Protesters Lambast FAO Over GMO Stand (23/6/2004)

Good to see item 1 on the FAO in the Ugandan press at a time the African press is being inundated with material pumped out by the US Dept of State. What also deserves consideration is the publication of the FAO's report so close to the US's big expo on GM crops in Africa. There's an unpleasant hint of collusion in the air.

The second item comes from Kenya which like South Africa has been developed as a biotech industry gateway to the rest of the continent. Kenya has been targeted consistently by the biotech corporations and USAID since the days of the corrupt Moi adminstration. Like South Africa, Kenya has also become a centre for aggresive lobbying, aimed not only at influencing other countries in Africa but at generating positive PR for the global stage.

1.Protesters Lambast FAO Over GMO Stand
2.Bid to Boost Food Security

1.Protesters Lambast FAO Over GMO Stand
New Vision (Kampala)
June 23, 2004
Patrick Luganda

HUNDREDS of organisations worldwide have united in protest against the United Nations Food and Agricultural Organisation (FAO) in connection with the Genetically Modified Organisms (GMOs).

The protesters are up in arms against FAO for its support of GMOS and biotechnology in general. They claim that FAO has declared war on farmers instead of hunger.

In an open protest letter signed by 670 organisations, 816 individuals and addressed to the FAO director general Dr. Jacques Diouf, the organisations express outrage and complete disagreement with a May report titled 'Agricultural Biotechnology: Meeting the Needs of the Poor', written by FAO and signed by Diouf.

A sole Ugandan, Peter Kanyandago of Uganda Martyrs University, Nkozi, is among the 816 individuals who signed is support.

They also accuse FAO of failing to mention that genetic engineering is dominated by corporations. "It overlooks the fact that one company - Monsanto-owns the GM seed technology sown over 90% of the total world area sown to transgenics. We wish to express our outrage and disagreement with the FAO report.

"This report has been used in a politically motivated public relations exercise to support the biotechnology industry. It promotes the genetic engineering of seeds and further skewing of research funding towards technology and way from ecologically sound methods used by farmers," say the protesters. Diuof, in reaction to the accusations, widely circulated through Civil Societies Organisations and the Internet, says the protest seem to stem from misleading headlines in the media and a mistaken interpretation of the FAO report.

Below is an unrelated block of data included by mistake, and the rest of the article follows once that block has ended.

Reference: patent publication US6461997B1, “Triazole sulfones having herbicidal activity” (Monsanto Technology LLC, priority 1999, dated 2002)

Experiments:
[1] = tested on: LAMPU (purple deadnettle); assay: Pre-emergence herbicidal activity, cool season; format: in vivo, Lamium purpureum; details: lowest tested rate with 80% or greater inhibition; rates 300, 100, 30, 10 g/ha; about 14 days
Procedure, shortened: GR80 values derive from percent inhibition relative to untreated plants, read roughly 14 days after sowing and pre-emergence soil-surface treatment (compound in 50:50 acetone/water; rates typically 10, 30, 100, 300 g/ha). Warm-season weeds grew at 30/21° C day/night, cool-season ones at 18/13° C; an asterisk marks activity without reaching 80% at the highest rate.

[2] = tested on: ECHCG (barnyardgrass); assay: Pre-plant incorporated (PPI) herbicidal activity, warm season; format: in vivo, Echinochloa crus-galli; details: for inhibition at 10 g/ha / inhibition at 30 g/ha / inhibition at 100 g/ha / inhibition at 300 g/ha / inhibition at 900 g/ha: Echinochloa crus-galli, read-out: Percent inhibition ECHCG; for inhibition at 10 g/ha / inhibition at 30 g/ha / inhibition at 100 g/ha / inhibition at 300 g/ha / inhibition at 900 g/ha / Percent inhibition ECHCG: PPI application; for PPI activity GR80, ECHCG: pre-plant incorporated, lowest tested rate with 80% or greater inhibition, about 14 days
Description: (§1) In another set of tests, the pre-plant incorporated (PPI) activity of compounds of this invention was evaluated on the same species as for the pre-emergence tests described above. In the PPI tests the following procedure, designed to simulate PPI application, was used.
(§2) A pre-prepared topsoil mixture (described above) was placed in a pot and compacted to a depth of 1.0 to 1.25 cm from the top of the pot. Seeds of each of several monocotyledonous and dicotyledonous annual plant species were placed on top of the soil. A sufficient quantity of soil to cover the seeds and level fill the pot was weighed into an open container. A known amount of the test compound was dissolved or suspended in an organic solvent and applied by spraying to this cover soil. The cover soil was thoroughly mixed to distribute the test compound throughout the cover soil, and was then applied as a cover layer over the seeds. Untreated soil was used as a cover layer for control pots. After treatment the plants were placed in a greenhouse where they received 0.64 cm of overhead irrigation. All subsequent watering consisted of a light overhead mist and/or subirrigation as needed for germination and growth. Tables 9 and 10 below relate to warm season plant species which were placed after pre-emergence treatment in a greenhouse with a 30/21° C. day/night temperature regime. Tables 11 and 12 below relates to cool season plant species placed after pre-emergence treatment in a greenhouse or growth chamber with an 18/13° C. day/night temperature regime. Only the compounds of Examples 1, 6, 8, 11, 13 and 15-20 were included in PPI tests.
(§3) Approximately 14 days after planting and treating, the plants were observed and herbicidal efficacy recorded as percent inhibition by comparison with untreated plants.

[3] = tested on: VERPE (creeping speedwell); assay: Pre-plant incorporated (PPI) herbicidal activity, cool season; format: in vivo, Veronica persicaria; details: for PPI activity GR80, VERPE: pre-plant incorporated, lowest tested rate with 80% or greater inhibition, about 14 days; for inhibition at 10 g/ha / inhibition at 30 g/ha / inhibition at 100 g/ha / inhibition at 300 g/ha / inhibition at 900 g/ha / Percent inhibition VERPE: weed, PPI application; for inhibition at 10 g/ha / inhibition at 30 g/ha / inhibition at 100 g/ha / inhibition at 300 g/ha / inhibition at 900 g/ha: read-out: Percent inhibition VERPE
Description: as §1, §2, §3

"Foods derived from GM crops currently being grown have been evaluated according to existing procedures for risk assessment and have been deemed to be safe to eat. However, the absence of evidence of harm to human health from the consumption of foods derived from GMOs is not a guarantee that they are completely safe," reads Diuof's response.

The organisations accuse FAO of calling for the development of transgenic cassava, potato, cowpea, millet and teff, which are critical staple foods to millions of marginalised people.

"Rather than recommending the strengthening of the role of small holder farmers in the management of their agricultural biodiversity and improvement of vital crops this report proposes a technological fix of crops critical to the food security of marginalised people," they said.

They argue that issues of access and distribution are far more important than technology. The report highlights the benefits of biotechnology for the poor.

2.Bid to Boost Food Security
The East African Standard (Nairobi)
June 15, 2004

The Government is committed to support local scientists carry out research on genetically modified products to combat famine in the country.

The National Council for Science and Technology executive secretary, Prof George Kingoria, however, said the government would ensure that the GM products were strictly observed for a given period of time before being introduced to the market.

Kingoria said this, would ensure safety of the products before they are consumed.

He was speaking at the Kenya Methodist University during a two-day workshop on bio-technology organised for agricultural extension officers in Meru. Kingoria said there was need to discard the myth that GM foods were harmful to human beings. Adding there was no specific proof to justify the claim.

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